This article orignally appeared on Forbes.com -
Nearly a quarter of Americans were born between 1946 and 1964, the typical definition of the baby boom generation. That is more than 75 million people. For baby boomers, the largest generation in U.S. history before the millennials, 2017 will begin a process where hundreds of billions of retirement dollars will be required to be taken as taxable distribution under the Internal Revenue Service’s required minimum distribution (“RMD”) rules. Some estimates peg baby boomer retirement account values at close to $10 billion dollars as of 2016.
In general, one cannot keep pre-tax retirement funds in a tax-exempt account indefinitely. A retirement account holder generally is required to start taking taxable withdrawals from their pre-tax IRA, SIMPLE IRA, SEP IRA, or qualified retirement plan account (i.e. 401(k)) upon reaching the age of 70½. However, Roth IRAs do not require withdrawals until after the death of the owner or his/her spouse. The main point behind the RMD rules is that the government provided the retirement account holder with an incentive to save for retirement by offering a tax deduction on the amount of the contribution as well as the ability to generate tax-deferred growth on the retirement account. If the government did not impose some distribution requirements, some people might put all of their earnings in an IRA and never take it out, thus leaving the government without a major source of tax revenue. Though, one can withdraw more than the minimum required amount
Since 2017 will be the first year that many baby boomers will be required to take RMDs from their retirement accounts, understanding the RMD rules is crucial. The required minimum distribution for any year is the retirement account balance at the end of the immediately preceding calendar year divided by a distribution period from the IRS’s “Uniform Lifetime Table.” A separate table is used if the sole beneficiary is the owner’s spouse who is ten or more years younger than the owner. The RMD for any given year is the total account balance in the IRA, or IRAs, as of the end of the immediately preceding calendar year divided by a distribution period. For example, assume an IRA holder turns 70 years old in February 2017, and does not have a spouse more than 10 years younger. To determine the RMD for this year (2017), the IRA holder will need to divide the value of each IRA owned as of December 31, 2017 by the distribution figure found in the appropriate IRS worksheet referenced above. For instance, if an IRA amount at the end of 2017 was $100,000, one would divide $100,000 by 27.4(which comes from the IRS Uniform Lifetime Worksheet), for an RMD for that IRA of $3,649.64.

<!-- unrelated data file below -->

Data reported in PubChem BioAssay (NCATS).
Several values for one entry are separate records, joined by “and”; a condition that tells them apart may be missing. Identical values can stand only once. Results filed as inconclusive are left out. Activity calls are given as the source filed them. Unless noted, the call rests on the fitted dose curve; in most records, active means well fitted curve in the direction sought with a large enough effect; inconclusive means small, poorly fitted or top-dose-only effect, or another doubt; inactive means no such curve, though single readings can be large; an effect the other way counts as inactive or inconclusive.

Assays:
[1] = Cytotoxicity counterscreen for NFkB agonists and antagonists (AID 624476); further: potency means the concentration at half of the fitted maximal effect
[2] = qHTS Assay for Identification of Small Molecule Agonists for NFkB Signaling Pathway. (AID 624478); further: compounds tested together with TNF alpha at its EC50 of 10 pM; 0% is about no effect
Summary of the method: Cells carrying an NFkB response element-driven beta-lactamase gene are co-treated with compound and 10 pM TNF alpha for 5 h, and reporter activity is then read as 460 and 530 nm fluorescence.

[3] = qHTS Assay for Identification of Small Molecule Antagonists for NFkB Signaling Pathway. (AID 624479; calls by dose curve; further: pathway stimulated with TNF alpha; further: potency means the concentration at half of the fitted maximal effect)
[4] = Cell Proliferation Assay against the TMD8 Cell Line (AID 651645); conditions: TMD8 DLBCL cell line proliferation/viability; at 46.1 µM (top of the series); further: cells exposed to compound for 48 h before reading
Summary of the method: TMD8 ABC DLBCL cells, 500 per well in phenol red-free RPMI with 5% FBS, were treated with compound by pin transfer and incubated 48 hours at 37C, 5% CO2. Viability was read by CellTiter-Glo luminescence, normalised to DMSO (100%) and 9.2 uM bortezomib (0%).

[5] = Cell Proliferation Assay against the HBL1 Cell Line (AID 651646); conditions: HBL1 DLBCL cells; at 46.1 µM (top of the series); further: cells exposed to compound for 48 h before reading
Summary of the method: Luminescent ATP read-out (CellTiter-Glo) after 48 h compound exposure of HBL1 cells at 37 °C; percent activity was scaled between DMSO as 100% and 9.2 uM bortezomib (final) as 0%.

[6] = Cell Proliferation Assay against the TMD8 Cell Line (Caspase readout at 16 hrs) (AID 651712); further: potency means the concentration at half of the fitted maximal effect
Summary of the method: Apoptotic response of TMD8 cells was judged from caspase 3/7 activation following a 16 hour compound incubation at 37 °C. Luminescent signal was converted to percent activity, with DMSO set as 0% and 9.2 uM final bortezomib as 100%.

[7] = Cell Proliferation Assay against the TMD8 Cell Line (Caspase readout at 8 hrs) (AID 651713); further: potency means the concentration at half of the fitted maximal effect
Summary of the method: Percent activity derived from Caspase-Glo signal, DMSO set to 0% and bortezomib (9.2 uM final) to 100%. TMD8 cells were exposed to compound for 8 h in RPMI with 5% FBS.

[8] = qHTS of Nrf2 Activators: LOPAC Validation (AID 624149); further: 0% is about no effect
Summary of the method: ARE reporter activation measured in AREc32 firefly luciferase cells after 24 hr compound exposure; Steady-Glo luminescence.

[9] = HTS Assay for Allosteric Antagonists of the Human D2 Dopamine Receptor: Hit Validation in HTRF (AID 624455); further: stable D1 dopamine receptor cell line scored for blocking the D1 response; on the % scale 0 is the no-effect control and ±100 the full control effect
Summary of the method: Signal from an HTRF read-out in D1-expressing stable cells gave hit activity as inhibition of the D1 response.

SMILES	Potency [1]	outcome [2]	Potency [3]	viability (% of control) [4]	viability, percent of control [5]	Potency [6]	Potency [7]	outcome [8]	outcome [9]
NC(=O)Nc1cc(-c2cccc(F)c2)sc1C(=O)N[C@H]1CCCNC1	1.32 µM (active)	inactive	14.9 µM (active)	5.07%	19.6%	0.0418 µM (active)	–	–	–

For IRA holders, when determining the beginning date for taking RMDs, the retirement account holder’s date of birth will determine what year the first RMD must be taken. For example, if the IRA holder’s 70th birthday was prior to June 30th 2017, the individual would have turned 70/12 prior to December 31, 2017 and, thus, the first RMD would be required to be taken by April 1, 2018 (for 2017 taxable year). Whereas, if the IRA account holder’s 70th birthday was on or after July 1, 2017, the individual would reach 701/2 in 2018. Thus, the individual would not have an RMD for 2017. The first RMD for 2018 would need to be taken by April 1, 2019. In both examples, the RMD amount would be based on the retirement account value as of 12/31 of the RMD year at question. For each subsequent year after your required beginning date, you must withdraw your RMD by December 31.
For 401(k) and other qualified retirement account holders, the plan documents will dictate when the RMD must be taken. Whereas, if the plan participant owns 5% or more of the business sponsoring the plan, then the individual must begin receiving distributions by April 1 of the year after the calendar year in which you reach age 70½. An RMD must be taken from each employer plan that you might have. For example, If one has two 401(k)s and a 403(b), the individual must take 3 separate distributions – one from each 401(k) and one from the 403(b). Whereas, in the case of IRAs, one can aggregate the RMDs. The RMD is calculated for each account and then it can all be added together and come from any one or combination of IRA accounts.
The first year following the year you reach age 70½, one will generally have two required distribution dates: an April 1 withdrawal (for the year you turn 70½), and an additional withdrawal by December 31 (for the year following the year you turn 70½). To avoid having both of these amounts included in your income for the same year, one can make your first withdrawal by December 31 of the year you turn 70½ instead of waiting until April 1 of the following year.
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Failing to take a timely and/or accurate RMD can have serious financial consequences. A 50% excise tax on the amount not distributed as required would be imposed on the individual.
Many baby boomers will start experiencing the practice of taking RMDs in 2017 and will want to navigate the RMD rules carefully. Working with a tax advisor and financial advisor is recommended.